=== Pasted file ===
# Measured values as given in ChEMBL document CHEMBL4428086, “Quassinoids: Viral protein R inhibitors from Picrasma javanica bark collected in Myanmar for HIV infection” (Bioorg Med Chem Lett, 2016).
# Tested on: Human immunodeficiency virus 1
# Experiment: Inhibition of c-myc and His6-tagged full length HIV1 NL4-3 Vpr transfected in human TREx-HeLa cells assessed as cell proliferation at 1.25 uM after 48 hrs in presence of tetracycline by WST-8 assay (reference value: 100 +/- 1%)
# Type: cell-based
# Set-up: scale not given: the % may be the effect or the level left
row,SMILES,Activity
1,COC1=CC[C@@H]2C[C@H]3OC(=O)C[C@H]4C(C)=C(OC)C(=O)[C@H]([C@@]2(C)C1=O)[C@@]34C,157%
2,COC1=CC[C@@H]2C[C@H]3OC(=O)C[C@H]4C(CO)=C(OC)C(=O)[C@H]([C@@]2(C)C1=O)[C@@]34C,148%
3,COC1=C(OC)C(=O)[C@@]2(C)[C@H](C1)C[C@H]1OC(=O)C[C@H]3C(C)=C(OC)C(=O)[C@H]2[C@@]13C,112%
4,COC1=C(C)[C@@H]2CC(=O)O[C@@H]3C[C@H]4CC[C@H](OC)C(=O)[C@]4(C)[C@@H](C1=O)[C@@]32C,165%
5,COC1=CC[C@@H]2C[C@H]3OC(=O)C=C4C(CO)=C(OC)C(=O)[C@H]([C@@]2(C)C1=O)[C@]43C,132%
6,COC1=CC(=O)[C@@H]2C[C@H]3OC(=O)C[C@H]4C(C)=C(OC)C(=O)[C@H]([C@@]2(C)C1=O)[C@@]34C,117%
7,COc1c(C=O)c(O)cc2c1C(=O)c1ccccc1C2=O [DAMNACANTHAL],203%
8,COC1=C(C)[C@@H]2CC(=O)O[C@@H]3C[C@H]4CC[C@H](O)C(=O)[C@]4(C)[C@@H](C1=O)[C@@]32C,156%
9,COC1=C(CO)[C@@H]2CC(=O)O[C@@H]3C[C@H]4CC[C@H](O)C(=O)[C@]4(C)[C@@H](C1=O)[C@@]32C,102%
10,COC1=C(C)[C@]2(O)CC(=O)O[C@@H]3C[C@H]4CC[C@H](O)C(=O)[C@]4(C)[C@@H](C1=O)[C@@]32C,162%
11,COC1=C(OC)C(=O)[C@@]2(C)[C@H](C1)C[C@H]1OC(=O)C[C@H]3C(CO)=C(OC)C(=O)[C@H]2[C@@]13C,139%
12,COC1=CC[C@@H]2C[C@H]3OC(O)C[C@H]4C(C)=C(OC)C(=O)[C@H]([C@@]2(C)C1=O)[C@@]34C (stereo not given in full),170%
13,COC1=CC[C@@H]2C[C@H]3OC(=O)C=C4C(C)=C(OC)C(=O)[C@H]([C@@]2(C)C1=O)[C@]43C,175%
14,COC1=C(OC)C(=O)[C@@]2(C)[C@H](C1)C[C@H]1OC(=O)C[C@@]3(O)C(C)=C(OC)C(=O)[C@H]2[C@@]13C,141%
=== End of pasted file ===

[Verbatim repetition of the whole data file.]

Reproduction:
# Measured values as given in ChEMBL document CHEMBL4428086, “Quassinoids: Viral protein R inhibitors from Picrasma javanica bark collected in Myanmar for HIV infection” (Bioorg Med Chem Lett, 2016).
# Tested on: Human immunodeficiency virus 1
# Experiment: Inhibition of c-myc and His6-tagged full length HIV1 NL4-3 Vpr transfected in human TREx-HeLa cells assessed as cell proliferation at 1.25 uM after 48 hrs in presence of tetracycline by WST-8 assay (reference value: 100 +/- 1%)
# Type: cell-based
# Set-up: scale not given: the % may be the effect or the level left
row,SMILES,Activity
1,COC1=CC[C@@H]2C[C@H]3OC(=O)C[C@H]4C(C)=C(OC)C(=O)[C@H]([C@@]2(C)C1=O)[C@@]34C,157%
2,COC1=CC[C@@H]2C[C@H]3OC(=O)C[C@H]4C(CO)=C(OC)C(=O)[C@H]([C@@]2(C)C1=O)[C@@]34C,148%
3,COC1=C(OC)C(=O)[C@@]2(C)[C@H](C1)C[C@H]1OC(=O)C[C@H]3C(C)=C(OC)C(=O)[C@H]2[C@@]13C,112%
4,COC1=C(C)[C@@H]2CC(=O)O[C@@H]3C[C@H]4CC[C@H](OC)C(=O)[C@]4(C)[C@@H](C1=O)[C@@]32C,165%
5,COC1=CC[C@@H]2C[C@H]3OC(=O)C=C4C(CO)=C(OC)C(=O)[C@H]([C@@]2(C)C1=O)[C@]43C,132%
6,COC1=CC(=O)[C@@H]2C[C@H]3OC(=O)C[C@H]4C(C)=C(OC)C(=O)[C@H]([C@@]2(C)C1=O)[C@@]34C,117%
7,COc1c(C=O)c(O)cc2c1C(=O)c1ccccc1C2=O [DAMNACANTHAL],203%
8,COC1=C(C)[C@@H]2CC(=O)O[C@@H]3C[C@H]4CC[C@H](O)C(=O)[C@]4(C)[C@@H](C1=O)[C@@]32C,156%
9,COC1=C(CO)[C@@H]2CC(=O)O[C@@H]3C[C@H]4CC[C@H](O)C(=O)[C@]4(C)[C@@H](C1=O)[C@@]32C,102%
10,COC1=C(C)[C@]2(O)CC(=O)O[C@@H]3C[C@H]4CC[C@H](O)C(=O)[C@]4(C)[C@@H](C1=O)[C@@]32C,162%
11,COC1=C(OC)C(=O)[C@@]2(C)[C@H](C1)C[C@H]1OC(=O)C[C@H]3C(CO)=C(OC)C(=O)[C@H]2[C@@]13C,139%
12,COC1=CC[C@@H]2C[C@H]3OC(O)C[C@H]4C(C)=C(OC)C(=O)[C@H]([C@@]2(C)C1=O)[C@@]34C (stereo not given in full),170%
13,COC1=CC[C@@H]2C[C@H]3OC(=O)C=C4C(C)=C(OC)C(=O)[C@H]([C@@]2(C)C1=O)[C@]43C,175%
14,COC1=C(OC)C(=O)[C@@]2(C)[C@H](C1)C[C@H]1OC(=O)C[C@@]3(O)C(C)=C(OC)C(=O)[C@H]2[C@@]13C,141%